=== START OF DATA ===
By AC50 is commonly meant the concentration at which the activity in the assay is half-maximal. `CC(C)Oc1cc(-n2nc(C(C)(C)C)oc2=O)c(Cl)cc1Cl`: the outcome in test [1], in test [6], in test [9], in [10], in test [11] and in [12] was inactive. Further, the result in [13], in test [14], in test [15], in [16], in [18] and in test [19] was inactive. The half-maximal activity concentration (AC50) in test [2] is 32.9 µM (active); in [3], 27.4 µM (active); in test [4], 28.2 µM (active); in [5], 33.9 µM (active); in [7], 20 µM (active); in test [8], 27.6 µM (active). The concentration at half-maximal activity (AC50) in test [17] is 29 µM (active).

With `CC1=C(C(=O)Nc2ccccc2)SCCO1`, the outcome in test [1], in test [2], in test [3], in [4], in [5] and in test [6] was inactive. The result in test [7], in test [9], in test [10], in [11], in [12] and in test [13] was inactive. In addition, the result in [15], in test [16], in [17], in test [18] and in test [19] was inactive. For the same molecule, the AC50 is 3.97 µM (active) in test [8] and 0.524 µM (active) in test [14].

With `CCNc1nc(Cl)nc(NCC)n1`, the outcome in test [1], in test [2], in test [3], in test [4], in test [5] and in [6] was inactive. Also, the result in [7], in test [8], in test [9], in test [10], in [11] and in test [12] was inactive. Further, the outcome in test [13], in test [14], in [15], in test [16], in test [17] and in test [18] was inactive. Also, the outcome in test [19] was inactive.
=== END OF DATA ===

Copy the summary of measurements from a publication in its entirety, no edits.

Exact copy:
By AC50 is commonly meant the concentration at which the activity in the assay is half-maximal. `CC(C)Oc1cc(-n2nc(C(C)(C)C)oc2=O)c(Cl)cc1Cl`: the outcome in test [1], in test [6], in test [9], in [10], in test [11] and in [12] was inactive. Further, the result in [13], in test [14], in test [15], in [16], in [18] and in test [19] was inactive. The half-maximal activity concentration (AC50) in test [2] is 32.9 µM (active); in [3], 27.4 µM (active); in test [4], 28.2 µM (active); in [5], 33.9 µM (active); in [7], 20 µM (active); in test [8], 27.6 µM (active). The concentration at half-maximal activity (AC50) in test [17] is 29 µM (active).

With `CC1=C(C(=O)Nc2ccccc2)SCCO1`, the outcome in test [1], in test [2], in test [3], in [4], in [5] and in test [6] was inactive. The result in test [7], in test [9], in test [10], in [11], in [12] and in test [13] was inactive. In addition, the result in [15], in test [16], in [17], in test [18] and in test [19] was inactive. For the same molecule, the AC50 is 3.97 µM (active) in test [8] and 0.524 µM (active) in test [14].

With `CCNc1nc(Cl)nc(NCC)n1`, the outcome in test [1], in test [2], in test [3], in test [4], in test [5] and in [6] was inactive. Also, the result in [7], in test [8], in test [9], in test [10], in [11] and in test [12] was inactive. Further, the outcome in test [13], in test [14], in [15], in test [16], in test [17] and in test [18] was inactive. Also, the outcome in test [19] was inactive.